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Supercomputer sale

by on06 May 2024

Cheyenne supercomputer is up for grabs

Fancy owning a piece of computing history or need a cheap supercomputer to assist your plan for global domination? Do you have a bit of space in your basement and a knack for tinkering with tech? Then the Cheyenne supercomputer could be yours.

Once the 20th most powerful computer on the planet in 2016, the Cheyenne supercomputer, housed at the NCAR-Wyoming Supercomputing Center (NWSC) in Cheyenne, Wyoming, is now up for grabs through the US General Services Administration (GSA).

By November 2023, the 5.34-petaflops system had slipped to 160th in the world rankings, but don’t be fooled - it’s still a beast, capable of performing a whopping 5.34 quadrillion calculations per second. It’s been used to study weather phenomena and predict natural disasters.

The Cheyenne Supercomputer is a behemoth made up of SGI ICE XA modules, including 14 E-Cells, each weighing a hefty 1,500 lbs and 28 water-cooled E-Racks. It boasts 8,064 Intel “Broadwell” Xeon processors (18-core 2.3GHz E5-2697v4) with 145,152 cores. Memory-wise, it’s packing 313,344GB of DDR4-2400 ECC single-rank memory and 224 IB Switches. The supercomputer also has two air-cooled management racks featuring 26 1U servers.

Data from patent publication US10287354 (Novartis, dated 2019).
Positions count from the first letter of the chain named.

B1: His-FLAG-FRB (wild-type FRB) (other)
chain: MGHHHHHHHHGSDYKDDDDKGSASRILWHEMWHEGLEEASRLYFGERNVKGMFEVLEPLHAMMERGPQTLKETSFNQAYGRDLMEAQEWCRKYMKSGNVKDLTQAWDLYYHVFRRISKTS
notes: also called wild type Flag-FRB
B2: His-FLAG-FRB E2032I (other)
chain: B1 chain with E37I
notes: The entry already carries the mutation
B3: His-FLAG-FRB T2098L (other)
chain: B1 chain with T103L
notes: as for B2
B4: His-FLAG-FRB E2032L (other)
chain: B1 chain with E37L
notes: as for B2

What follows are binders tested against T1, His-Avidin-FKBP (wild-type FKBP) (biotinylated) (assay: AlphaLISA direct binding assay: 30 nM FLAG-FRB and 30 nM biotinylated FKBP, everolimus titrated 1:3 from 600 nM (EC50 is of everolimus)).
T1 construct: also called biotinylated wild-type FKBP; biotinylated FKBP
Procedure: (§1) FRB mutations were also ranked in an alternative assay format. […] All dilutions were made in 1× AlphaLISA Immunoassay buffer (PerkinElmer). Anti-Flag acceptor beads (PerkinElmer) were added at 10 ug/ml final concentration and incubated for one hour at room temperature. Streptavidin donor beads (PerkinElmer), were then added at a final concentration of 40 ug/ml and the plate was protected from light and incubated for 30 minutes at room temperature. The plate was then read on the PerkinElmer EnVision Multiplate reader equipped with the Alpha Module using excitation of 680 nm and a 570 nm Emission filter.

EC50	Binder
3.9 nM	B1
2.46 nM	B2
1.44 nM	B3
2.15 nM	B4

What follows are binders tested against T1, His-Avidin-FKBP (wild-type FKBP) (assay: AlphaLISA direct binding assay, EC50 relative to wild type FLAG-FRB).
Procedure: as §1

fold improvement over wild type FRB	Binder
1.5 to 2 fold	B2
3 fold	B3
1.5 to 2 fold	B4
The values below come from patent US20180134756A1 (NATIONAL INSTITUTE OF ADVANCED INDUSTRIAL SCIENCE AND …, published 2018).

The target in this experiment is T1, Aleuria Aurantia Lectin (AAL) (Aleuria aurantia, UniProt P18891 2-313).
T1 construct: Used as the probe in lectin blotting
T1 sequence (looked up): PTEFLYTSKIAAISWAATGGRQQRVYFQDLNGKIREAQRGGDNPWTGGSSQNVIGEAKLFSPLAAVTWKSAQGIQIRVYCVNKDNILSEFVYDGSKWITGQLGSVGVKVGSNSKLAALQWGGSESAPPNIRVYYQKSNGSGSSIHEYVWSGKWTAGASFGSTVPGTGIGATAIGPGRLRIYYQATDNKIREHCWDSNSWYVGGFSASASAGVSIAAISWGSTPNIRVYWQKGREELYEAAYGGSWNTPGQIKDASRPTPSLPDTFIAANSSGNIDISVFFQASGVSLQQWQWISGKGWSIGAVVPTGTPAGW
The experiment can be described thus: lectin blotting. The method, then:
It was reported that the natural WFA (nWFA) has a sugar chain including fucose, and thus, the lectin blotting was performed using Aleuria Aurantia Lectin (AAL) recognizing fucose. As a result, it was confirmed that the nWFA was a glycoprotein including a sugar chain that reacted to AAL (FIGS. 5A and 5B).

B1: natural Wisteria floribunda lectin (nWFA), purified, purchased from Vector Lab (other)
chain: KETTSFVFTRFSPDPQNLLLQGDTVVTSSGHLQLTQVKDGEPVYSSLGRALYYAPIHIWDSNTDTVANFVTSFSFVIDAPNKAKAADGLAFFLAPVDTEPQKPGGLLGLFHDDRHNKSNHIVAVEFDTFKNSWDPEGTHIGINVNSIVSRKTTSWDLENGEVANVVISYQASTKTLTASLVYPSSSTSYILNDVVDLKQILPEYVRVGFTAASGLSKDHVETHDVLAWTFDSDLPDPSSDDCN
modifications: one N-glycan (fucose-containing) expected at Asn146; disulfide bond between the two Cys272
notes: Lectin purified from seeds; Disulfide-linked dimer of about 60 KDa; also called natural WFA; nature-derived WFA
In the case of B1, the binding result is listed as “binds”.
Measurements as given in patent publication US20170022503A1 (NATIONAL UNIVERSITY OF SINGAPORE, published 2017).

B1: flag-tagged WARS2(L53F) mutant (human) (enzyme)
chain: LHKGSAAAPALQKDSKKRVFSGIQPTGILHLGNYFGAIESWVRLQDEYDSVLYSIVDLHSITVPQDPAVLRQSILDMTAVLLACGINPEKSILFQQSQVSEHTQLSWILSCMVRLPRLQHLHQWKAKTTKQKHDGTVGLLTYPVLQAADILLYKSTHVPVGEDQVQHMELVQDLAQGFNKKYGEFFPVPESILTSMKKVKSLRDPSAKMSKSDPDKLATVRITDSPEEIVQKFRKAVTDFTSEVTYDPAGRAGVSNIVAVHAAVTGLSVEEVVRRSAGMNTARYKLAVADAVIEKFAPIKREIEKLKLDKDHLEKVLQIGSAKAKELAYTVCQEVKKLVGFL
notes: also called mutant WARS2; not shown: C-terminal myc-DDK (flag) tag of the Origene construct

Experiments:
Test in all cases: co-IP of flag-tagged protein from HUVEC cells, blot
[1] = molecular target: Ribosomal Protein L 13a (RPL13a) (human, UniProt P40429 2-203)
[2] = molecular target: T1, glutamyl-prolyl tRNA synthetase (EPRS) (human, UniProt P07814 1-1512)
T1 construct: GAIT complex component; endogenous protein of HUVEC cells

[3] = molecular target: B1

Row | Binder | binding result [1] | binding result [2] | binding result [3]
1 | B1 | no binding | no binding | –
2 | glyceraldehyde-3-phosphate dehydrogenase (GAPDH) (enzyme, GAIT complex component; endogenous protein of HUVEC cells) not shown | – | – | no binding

However, potential buyers should be aware of a few snags. Firstly, the unit doesn’t have fibre optic and CAT5/6 cabling, although the internal DAC cables within each cell are provided and will be “meticulously labelled and packaged in boxes”. It also comes with previously used PGW coolant fluid (around 10 gallons per E-cell). The collection will need to be arranged by a professional moving company, and the purchaser will need to “assume responsibility for transferring the racks from the facility onto trucks using their equipment.”

A major red flag is that the supercomputer is listed as “repairable”. The auction page states, "The system is experiencing maintenance limitations due to faulty quick disconnects causing water spray. Given the expense and downtime associated with rectifying this issue in the last six months of operation, it’s deemed more detrimental than the anticipated failure rate of compute nodes.

Approximately one per cent of nodes experienced failure during this period, primarily attributed to DIMMs with ECC errors, which will remain unrepaired. Additionally, the system will undergo coolant drainage."

With just a few days left before the auction ends, bidding currently stands at $50,085, with the reserve not yet met. If you fancy owning a piece of supercomputer history, have the deep pockets required to get it up and running, and have the space to house it, you can bid in.


Last modified on 06 May 2024
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